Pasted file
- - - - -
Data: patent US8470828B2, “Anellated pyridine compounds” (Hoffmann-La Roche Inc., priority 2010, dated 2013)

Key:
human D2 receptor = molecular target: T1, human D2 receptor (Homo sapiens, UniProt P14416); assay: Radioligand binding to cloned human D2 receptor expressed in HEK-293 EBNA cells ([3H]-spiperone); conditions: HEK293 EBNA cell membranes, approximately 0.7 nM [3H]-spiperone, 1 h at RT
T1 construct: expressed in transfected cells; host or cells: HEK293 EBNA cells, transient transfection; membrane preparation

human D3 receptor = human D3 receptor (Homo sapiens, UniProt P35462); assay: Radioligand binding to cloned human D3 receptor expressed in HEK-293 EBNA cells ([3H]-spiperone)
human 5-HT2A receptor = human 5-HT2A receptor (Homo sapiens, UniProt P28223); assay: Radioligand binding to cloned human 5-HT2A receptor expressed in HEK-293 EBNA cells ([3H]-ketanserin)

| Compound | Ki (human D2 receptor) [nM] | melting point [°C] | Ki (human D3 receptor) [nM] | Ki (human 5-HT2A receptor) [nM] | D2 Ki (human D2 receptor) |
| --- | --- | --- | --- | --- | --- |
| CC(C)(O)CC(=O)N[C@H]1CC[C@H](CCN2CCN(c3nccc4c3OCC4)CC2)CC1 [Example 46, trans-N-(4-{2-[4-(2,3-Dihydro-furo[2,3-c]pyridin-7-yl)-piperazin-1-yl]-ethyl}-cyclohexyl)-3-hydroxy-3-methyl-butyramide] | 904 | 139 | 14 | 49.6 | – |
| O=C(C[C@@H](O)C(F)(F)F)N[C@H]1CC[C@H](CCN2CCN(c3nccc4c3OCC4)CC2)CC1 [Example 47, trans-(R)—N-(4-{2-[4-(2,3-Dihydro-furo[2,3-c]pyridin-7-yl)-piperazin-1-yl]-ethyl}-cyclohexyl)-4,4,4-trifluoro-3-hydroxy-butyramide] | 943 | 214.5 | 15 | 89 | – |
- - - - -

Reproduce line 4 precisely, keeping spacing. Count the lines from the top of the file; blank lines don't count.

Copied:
T1 construct: expressed in transfected cells; host or cells: HEK293 EBNA cells, transient transfection; membrane preparation